Spurred by fill-rate shortages and a state tax credit, Continental Tire the Americas will invest $224 million over three years to expand passenger and light truck tire capacity by nearly 45 percent at its Mount Vernon tire plant.
In addition to expanding passenger and light truck tire capacity, Conti's commercial vehicle tire division will increase capacity at Mount Vernon by 15 percent by December 2012, bringing annual truck tire capacity to 3.15 million tires. The first 5-percent increase already has been achieved, Conti said.
The physical expansion at one of the tire maker's largest facilities will add 444 full-time jobs and increase capacity by nearly 4 million passenger and light truck tires annually, the company said.
About $171 million of the planned investment will be used for new machinery and equipment, while the remaining $53 million will be directed at infrastructure upgrades.
Continental Tire the Americas is experiencing significant growth and demand for its tires throughout the region, said Continental Tire CEO Matthias Schoenberg. Adding production capacity to meet this demand was essential.
When the expansion is complete, the plant's employment will reach nearly 3,000 workers producing about 13 million tires annually.
The driving force of this investment has been the tremendous growth we've experienced in our passenger and light truck business over the last years. So we've been able to expand our business faster than the market and we've been able to increase our market share in North and South America with both our brands, the Continental tire brand and the General tire brand, Mr. Schoenberg said during the May 12 public announcement at the plant, which included a groundbreaking ceremony with state and local officials as earthmovers worked in the background.
It was about a week earlier, on May 6, that Illinois Gov. Pat Quinn signed legislation that allows Conti to claim $22 million in incentives through the state's Economic Development for a Growing Economy (EDGE) tax credit on the condition the tire maker agrees to create at least 350 jobs, retain at least 2,400 employees in Illinois and make a capital investment of at least $200 million.
The state's EDGE program is offered to companies looking to build new facilities in Illinois and used to retain companies on the verge of leaving Illinois to locate in another state, according to state officials.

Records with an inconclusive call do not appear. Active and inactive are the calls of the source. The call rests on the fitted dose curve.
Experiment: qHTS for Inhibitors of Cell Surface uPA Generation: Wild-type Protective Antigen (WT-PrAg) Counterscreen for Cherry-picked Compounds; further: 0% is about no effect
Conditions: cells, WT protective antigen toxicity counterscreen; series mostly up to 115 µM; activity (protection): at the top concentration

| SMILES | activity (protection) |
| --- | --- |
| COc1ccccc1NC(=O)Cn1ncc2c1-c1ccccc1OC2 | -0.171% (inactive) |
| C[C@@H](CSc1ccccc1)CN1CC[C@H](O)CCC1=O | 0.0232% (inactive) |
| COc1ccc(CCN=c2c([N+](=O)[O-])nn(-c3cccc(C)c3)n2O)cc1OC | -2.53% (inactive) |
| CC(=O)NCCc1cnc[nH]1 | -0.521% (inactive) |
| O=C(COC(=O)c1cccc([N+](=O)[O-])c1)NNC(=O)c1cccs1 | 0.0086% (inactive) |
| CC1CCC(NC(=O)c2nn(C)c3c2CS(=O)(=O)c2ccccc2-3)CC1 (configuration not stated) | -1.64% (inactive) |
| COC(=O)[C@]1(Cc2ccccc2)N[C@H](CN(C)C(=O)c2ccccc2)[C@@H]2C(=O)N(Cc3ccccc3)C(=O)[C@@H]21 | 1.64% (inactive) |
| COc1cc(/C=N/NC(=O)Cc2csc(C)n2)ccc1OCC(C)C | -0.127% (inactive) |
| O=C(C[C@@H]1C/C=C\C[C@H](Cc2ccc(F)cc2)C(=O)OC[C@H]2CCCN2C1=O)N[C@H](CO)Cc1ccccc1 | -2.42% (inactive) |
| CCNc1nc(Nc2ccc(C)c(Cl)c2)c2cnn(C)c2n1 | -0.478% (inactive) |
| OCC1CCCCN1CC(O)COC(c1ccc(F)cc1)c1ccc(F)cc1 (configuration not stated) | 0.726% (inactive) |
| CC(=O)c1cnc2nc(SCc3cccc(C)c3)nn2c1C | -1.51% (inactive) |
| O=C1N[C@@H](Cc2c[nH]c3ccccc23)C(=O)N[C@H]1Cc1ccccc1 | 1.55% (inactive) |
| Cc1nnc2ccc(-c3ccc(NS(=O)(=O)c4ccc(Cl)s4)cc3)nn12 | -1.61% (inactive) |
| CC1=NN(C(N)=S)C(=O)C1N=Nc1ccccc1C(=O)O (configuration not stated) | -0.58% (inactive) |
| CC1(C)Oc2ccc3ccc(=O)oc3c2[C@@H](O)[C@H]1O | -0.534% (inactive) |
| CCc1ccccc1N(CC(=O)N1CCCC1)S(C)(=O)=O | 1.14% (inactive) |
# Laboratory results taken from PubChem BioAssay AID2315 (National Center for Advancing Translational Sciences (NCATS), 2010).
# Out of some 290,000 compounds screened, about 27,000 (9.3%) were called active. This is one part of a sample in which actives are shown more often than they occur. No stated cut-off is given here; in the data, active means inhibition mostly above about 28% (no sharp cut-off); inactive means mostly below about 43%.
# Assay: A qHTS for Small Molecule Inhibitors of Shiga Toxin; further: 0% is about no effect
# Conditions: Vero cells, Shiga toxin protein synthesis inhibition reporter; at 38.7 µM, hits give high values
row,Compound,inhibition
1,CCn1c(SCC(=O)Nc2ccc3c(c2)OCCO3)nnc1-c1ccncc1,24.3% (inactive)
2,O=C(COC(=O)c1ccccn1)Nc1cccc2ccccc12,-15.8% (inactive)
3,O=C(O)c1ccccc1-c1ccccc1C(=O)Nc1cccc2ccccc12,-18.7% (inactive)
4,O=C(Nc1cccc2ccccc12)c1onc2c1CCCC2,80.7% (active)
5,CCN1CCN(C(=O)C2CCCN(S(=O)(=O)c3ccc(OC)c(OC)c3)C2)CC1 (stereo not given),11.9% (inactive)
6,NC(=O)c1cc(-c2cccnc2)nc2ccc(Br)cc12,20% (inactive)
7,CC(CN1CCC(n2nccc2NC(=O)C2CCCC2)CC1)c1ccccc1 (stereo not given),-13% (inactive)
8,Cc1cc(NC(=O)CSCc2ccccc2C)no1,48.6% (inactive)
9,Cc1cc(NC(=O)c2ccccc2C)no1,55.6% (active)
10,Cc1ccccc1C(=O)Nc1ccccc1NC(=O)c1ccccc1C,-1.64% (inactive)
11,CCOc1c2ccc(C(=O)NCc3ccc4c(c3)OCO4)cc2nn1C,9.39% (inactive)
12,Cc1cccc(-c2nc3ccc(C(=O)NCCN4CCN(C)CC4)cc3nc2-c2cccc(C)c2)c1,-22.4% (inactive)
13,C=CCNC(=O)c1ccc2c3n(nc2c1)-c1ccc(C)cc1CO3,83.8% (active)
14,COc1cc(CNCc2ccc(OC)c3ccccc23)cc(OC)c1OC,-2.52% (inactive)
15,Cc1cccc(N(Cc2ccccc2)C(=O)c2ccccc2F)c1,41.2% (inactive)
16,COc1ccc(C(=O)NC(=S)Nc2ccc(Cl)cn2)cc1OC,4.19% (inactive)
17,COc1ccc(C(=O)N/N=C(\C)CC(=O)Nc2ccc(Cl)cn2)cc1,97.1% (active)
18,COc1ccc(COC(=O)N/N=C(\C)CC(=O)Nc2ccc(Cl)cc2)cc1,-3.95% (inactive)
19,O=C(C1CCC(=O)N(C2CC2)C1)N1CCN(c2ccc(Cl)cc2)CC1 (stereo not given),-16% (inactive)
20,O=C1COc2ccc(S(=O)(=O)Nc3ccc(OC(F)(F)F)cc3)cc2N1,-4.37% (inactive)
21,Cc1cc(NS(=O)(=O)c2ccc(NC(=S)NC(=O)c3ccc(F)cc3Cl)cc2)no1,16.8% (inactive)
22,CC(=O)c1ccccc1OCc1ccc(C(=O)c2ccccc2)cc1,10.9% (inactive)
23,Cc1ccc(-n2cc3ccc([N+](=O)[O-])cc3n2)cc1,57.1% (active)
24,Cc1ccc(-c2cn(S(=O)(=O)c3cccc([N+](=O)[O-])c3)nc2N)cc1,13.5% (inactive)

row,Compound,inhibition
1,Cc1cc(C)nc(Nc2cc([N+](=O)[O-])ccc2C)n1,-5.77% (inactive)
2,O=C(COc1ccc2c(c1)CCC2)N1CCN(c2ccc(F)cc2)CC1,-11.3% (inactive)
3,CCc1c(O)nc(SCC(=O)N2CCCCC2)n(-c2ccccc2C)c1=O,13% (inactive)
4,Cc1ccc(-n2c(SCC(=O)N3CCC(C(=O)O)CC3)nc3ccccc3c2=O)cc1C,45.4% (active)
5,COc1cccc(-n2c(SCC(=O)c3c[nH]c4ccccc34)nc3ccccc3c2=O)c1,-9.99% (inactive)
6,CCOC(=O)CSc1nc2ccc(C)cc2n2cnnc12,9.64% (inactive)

Conti has been wrestling with fill-rate shortagesranging at times from 45 to 55 percentand has been increasing daily output at its plants in Mount Vernon as well as Camacari, Brazil, and San Luis Potosi, Mexico, over the past two years.
Conti announced earlier in the year that among these plants, the Mount Vernon plant would see the greatest capacity increase18 percentin 2011, which is in addition to the production boost expected with the new expansion plans, according to company officials.
In addition to the Mount Vernon expansion, parent company Continental A.G.'s supervisory board recently approved funding for a greenfield tire plant in North America. Mr. Schoenberg said the company was looking at locations in the southern U.S., and a site will be announced later in the year.
Analyzing today's distribution of our tires, the best location would be southern U.S., if you only want to optimize logistic costs. Transport costs play an important role in that. That plant would produce mostly for the U.S. market and comprise light truck tires and our new lines of high-performance and ultra-highperformance tires, Mr. Schoenberg told Tire Business.
Meanwhile, the GTY Tire Co. truck tire joint venture operation housed in the Mount Vernon plant has adjusted the joint venture ownership after an agreement to dissolve the partnership with Toyo Tire Holdings of Americas Inc. The GTY venture, formed in 1988 by Toyo, Conti and Yokohama Corp. of America, now involves only Conti and Yokohama under terms of an agreement the three partners reached in mid-January to settle Toyo's lawsuit against Continental and Yokohama.
According to Mr. Schoenberg, Toyo's 16-percent ownership in the venture has been divided between Conti, which now has a 59-percent stake, and Yokohama, which now has a 41-percent share.